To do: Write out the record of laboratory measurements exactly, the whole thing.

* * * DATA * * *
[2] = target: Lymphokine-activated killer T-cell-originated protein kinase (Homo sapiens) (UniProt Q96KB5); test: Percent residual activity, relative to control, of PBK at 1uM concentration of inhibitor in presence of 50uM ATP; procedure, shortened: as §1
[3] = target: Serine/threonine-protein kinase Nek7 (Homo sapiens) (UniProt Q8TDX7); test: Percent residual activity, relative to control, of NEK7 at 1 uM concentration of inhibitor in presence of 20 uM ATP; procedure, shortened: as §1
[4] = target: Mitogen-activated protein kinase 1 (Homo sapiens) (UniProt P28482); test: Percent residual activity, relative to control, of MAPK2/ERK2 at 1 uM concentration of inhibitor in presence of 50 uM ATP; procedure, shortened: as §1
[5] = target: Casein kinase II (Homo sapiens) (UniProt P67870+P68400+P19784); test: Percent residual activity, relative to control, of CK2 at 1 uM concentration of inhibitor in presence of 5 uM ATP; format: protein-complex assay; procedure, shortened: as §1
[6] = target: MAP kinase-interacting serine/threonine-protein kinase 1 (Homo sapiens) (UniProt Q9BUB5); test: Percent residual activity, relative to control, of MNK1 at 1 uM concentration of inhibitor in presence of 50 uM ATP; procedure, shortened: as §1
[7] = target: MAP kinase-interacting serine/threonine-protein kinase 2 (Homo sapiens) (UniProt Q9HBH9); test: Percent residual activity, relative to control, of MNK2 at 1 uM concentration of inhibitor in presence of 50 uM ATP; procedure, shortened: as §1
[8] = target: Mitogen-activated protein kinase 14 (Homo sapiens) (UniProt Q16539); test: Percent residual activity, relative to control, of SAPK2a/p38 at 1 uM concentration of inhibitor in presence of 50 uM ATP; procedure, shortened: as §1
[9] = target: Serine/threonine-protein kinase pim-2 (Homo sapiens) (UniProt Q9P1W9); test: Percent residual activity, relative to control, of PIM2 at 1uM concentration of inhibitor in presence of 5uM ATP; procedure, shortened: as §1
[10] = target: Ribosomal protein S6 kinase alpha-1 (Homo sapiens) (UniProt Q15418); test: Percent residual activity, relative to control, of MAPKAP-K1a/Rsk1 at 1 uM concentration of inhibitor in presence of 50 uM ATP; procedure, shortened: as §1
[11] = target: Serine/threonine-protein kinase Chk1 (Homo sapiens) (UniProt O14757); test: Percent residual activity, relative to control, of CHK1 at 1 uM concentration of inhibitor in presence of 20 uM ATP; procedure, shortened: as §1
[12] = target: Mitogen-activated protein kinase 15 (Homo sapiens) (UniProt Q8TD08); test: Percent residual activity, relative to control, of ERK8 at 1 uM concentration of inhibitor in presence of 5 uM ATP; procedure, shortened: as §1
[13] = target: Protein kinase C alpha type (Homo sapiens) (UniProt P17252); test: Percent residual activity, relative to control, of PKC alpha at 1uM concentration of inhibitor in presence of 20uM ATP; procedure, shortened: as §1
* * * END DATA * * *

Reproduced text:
[2] = target: Lymphokine-activated killer T-cell-originated protein kinase (Homo sapiens) (UniProt Q96KB5); test: Percent residual activity, relative to control, of PBK at 1uM concentration of inhibitor in presence of 50uM ATP; procedure, shortened: as §1
[3] = target: Serine/threonine-protein kinase Nek7 (Homo sapiens) (UniProt Q8TDX7); test: Percent residual activity, relative to control, of NEK7 at 1 uM concentration of inhibitor in presence of 20 uM ATP; procedure, shortened: as §1
[4] = target: Mitogen-activated protein kinase 1 (Homo sapiens) (UniProt P28482); test: Percent residual activity, relative to control, of MAPK2/ERK2 at 1 uM concentration of inhibitor in presence of 50 uM ATP; procedure, shortened: as §1
[5] = target: Casein kinase II (Homo sapiens) (UniProt P67870+P68400+P19784); test: Percent residual activity, relative to control, of CK2 at 1 uM concentration of inhibitor in presence of 5 uM ATP; format: protein-complex assay; procedure, shortened: as §1
[6] = target: MAP kinase-interacting serine/threonine-protein kinase 1 (Homo sapiens) (UniProt Q9BUB5); test: Percent residual activity, relative to control, of MNK1 at 1 uM concentration of inhibitor in presence of 50 uM ATP; procedure, shortened: as §1
[7] = target: MAP kinase-interacting serine/threonine-protein kinase 2 (Homo sapiens) (UniProt Q9HBH9); test: Percent residual activity, relative to control, of MNK2 at 1 uM concentration of inhibitor in presence of 50 uM ATP; procedure, shortened: as §1
[8] = target: Mitogen-activated protein kinase 14 (Homo sapiens) (UniProt Q16539); test: Percent residual activity, relative to control, of SAPK2a/p38 at 1 uM concentration of inhibitor in presence of 50 uM ATP; procedure, shortened: as §1
[9] = target: Serine/threonine-protein kinase pim-2 (Homo sapiens) (UniProt Q9P1W9); test: Percent residual activity, relative to control, of PIM2 at 1uM concentration of inhibitor in presence of 5uM ATP; procedure, shortened: as §1
[10] = target: Ribosomal protein S6 kinase alpha-1 (Homo sapiens) (UniProt Q15418); test: Percent residual activity, relative to control, of MAPKAP-K1a/Rsk1 at 1 uM concentration of inhibitor in presence of 50 uM ATP; procedure, shortened: as §1
[11] = target: Serine/threonine-protein kinase Chk1 (Homo sapiens) (UniProt O14757); test: Percent residual activity, relative to control, of CHK1 at 1 uM concentration of inhibitor in presence of 20 uM ATP; procedure, shortened: as §1
[12] = target: Mitogen-activated protein kinase 15 (Homo sapiens) (UniProt Q8TD08); test: Percent residual activity, relative to control, of ERK8 at 1 uM concentration of inhibitor in presence of 5 uM ATP; procedure, shortened: as §1
[13] = target: Protein kinase C alpha type (Homo sapiens) (UniProt P17252); test: Percent residual activity, relative to control, of PKC alpha at 1uM concentration of inhibitor in presence of 20uM ATP; procedure, shortened: as §1